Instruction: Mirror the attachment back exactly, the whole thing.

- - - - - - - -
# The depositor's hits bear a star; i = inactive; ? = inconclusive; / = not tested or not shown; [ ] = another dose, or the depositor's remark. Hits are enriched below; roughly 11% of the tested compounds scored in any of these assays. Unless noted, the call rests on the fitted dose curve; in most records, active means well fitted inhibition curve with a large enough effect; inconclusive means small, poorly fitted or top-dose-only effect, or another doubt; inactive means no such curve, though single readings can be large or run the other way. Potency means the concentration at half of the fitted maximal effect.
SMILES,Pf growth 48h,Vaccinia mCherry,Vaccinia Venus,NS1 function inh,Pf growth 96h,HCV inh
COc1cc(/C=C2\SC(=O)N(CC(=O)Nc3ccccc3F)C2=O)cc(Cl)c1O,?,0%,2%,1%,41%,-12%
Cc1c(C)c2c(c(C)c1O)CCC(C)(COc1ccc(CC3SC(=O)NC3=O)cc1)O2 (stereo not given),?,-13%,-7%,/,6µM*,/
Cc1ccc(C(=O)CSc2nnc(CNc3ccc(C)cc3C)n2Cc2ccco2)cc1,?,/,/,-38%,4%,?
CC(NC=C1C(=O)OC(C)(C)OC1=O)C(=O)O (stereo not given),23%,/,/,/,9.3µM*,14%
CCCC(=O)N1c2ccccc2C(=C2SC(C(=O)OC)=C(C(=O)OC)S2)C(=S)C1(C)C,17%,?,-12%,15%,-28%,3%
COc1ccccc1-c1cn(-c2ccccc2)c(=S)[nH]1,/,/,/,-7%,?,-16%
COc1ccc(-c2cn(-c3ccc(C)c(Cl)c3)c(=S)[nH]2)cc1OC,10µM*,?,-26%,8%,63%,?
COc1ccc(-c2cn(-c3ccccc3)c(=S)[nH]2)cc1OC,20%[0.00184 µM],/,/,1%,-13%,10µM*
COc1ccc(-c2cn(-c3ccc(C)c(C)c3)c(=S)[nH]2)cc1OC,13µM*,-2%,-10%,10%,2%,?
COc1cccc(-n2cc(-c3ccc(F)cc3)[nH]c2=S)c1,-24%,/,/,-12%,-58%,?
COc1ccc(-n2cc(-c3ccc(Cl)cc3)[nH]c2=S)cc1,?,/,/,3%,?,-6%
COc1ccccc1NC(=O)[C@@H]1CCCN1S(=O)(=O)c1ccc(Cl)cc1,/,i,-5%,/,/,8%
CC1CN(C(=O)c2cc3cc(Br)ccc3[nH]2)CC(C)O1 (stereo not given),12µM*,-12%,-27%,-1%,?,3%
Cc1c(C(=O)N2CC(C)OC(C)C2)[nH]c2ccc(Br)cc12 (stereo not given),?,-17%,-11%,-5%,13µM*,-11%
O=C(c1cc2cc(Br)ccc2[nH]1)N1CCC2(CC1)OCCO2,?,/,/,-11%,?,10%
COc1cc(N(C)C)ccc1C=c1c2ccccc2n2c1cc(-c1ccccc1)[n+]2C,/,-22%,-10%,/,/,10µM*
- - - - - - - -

# The depositor's hits bear a star; i = inactive; ? = inconclusive; / = not tested or not shown; [ ] = another dose, or the depositor's remark. Hits are enriched below; roughly 11% of the tested compounds scored in any of these assays. Unless noted, the call rests on the fitted dose curve; in most records, active means well fitted inhibition curve with a large enough effect; inconclusive means small, poorly fitted or top-dose-only effect, or another doubt; inactive means no such curve, though single readings can be large or run the other way. Potency means the concentration at half of the fitted maximal effect.
SMILES,Pf growth 48h,Vaccinia mCherry,Vaccinia Venus,NS1 function inh,Pf growth 96h,HCV inh
COc1cc(/C=C2\SC(=O)N(CC(=O)Nc3ccccc3F)C2=O)cc(Cl)c1O,?,0%,2%,1%,41%,-12%
Cc1c(C)c2c(c(C)c1O)CCC(C)(COc1ccc(CC3SC(=O)NC3=O)cc1)O2 (stereo not given),?,-13%,-7%,/,6µM*,/
Cc1ccc(C(=O)CSc2nnc(CNc3ccc(C)cc3C)n2Cc2ccco2)cc1,?,/,/,-38%,4%,?
CC(NC=C1C(=O)OC(C)(C)OC1=O)C(=O)O (stereo not given),23%,/,/,/,9.3µM*,14%
CCCC(=O)N1c2ccccc2C(=C2SC(C(=O)OC)=C(C(=O)OC)S2)C(=S)C1(C)C,17%,?,-12%,15%,-28%,3%
COc1ccccc1-c1cn(-c2ccccc2)c(=S)[nH]1,/,/,/,-7%,?,-16%
COc1ccc(-c2cn(-c3ccc(C)c(Cl)c3)c(=S)[nH]2)cc1OC,10µM*,?,-26%,8%,63%,?
COc1ccc(-c2cn(-c3ccccc3)c(=S)[nH]2)cc1OC,20%[0.00184 µM],/,/,1%,-13%,10µM*
COc1ccc(-c2cn(-c3ccc(C)c(C)c3)c(=S)[nH]2)cc1OC,13µM*,-2%,-10%,10%,2%,?
COc1cccc(-n2cc(-c3ccc(F)cc3)[nH]c2=S)c1,-24%,/,/,-12%,-58%,?
COc1ccc(-n2cc(-c3ccc(Cl)cc3)[nH]c2=S)cc1,?,/,/,3%,?,-6%
COc1ccccc1NC(=O)[C@@H]1CCCN1S(=O)(=O)c1ccc(Cl)cc1,/,i,-5%,/,/,8%
CC1CN(C(=O)c2cc3cc(Br)ccc3[nH]2)CC(C)O1 (stereo not given),12µM*,-12%,-27%,-1%,?,3%
Cc1c(C(=O)N2CC(C)OC(C)C2)[nH]c2ccc(Br)cc12 (stereo not given),?,-17%,-11%,-5%,13µM*,-11%
O=C(c1cc2cc(Br)ccc2[nH]1)N1CCC2(CC1)OCCO2,?,/,/,-11%,?,10%
COc1cc(N(C)C)ccc1C=c1c2ccccc2n2c1cc(-c1ccccc1)[n+]2C,/,-22%,-10%,/,/,10µM*